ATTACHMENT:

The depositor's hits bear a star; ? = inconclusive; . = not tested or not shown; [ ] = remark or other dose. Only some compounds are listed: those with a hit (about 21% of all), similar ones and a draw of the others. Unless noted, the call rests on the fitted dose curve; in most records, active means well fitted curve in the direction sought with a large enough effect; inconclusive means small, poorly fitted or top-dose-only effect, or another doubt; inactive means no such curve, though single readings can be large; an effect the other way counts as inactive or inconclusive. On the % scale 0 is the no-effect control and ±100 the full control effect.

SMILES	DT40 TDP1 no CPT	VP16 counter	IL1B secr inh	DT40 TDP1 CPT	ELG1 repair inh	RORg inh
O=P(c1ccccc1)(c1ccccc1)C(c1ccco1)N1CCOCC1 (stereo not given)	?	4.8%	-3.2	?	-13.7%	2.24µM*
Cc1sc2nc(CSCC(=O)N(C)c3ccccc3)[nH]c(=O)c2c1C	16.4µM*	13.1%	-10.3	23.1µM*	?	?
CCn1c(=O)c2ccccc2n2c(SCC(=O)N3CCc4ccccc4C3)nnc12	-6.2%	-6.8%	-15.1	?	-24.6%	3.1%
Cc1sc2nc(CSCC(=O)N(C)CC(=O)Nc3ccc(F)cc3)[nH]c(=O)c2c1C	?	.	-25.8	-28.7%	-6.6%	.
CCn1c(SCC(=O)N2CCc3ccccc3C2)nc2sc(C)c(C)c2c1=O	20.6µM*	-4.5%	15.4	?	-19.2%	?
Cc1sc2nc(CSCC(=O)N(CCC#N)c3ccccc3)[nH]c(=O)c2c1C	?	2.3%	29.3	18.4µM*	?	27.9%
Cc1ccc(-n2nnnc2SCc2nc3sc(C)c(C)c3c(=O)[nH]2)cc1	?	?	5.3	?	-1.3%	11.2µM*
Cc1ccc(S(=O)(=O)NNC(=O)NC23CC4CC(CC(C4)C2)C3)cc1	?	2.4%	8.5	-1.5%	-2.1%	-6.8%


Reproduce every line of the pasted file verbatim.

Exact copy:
The depositor's hits bear a star; ? = inconclusive; . = not tested or not shown; [ ] = remark or other dose. Only some compounds are listed: those with a hit (about 21% of all), similar ones and a draw of the others. Unless noted, the call rests on the fitted dose curve; in most records, active means well fitted curve in the direction sought with a large enough effect; inconclusive means small, poorly fitted or top-dose-only effect, or another doubt; inactive means no such curve, though single readings can be large; an effect the other way counts as inactive or inconclusive. On the % scale 0 is the no-effect control and ±100 the full control effect.

SMILES	DT40 TDP1 no CPT	VP16 counter	IL1B secr inh	DT40 TDP1 CPT	ELG1 repair inh	RORg inh
O=P(c1ccccc1)(c1ccccc1)C(c1ccco1)N1CCOCC1 (stereo not given)	?	4.8%	-3.2	?	-13.7%	2.24µM*
Cc1sc2nc(CSCC(=O)N(C)c3ccccc3)[nH]c(=O)c2c1C	16.4µM*	13.1%	-10.3	23.1µM*	?	?
CCn1c(=O)c2ccccc2n2c(SCC(=O)N3CCc4ccccc4C3)nnc12	-6.2%	-6.8%	-15.1	?	-24.6%	3.1%
Cc1sc2nc(CSCC(=O)N(C)CC(=O)Nc3ccc(F)cc3)[nH]c(=O)c2c1C	?	.	-25.8	-28.7%	-6.6%	.
CCn1c(SCC(=O)N2CCc3ccccc3C2)nc2sc(C)c(C)c2c1=O	20.6µM*	-4.5%	15.4	?	-19.2%	?
Cc1sc2nc(CSCC(=O)N(CCC#N)c3ccccc3)[nH]c(=O)c2c1C	?	2.3%	29.3	18.4µM*	?	27.9%
Cc1ccc(-n2nnnc2SCc2nc3sc(C)c(C)c3c(=O)[nH]2)cc1	?	?	5.3	?	-1.3%	11.2µM*
Cc1ccc(S(=O)(=O)NNC(=O)NC23CC4CC(CC(C4)C2)C3)cc1	?	2.4%	8.5	-1.5%	-2.1%	-6.8%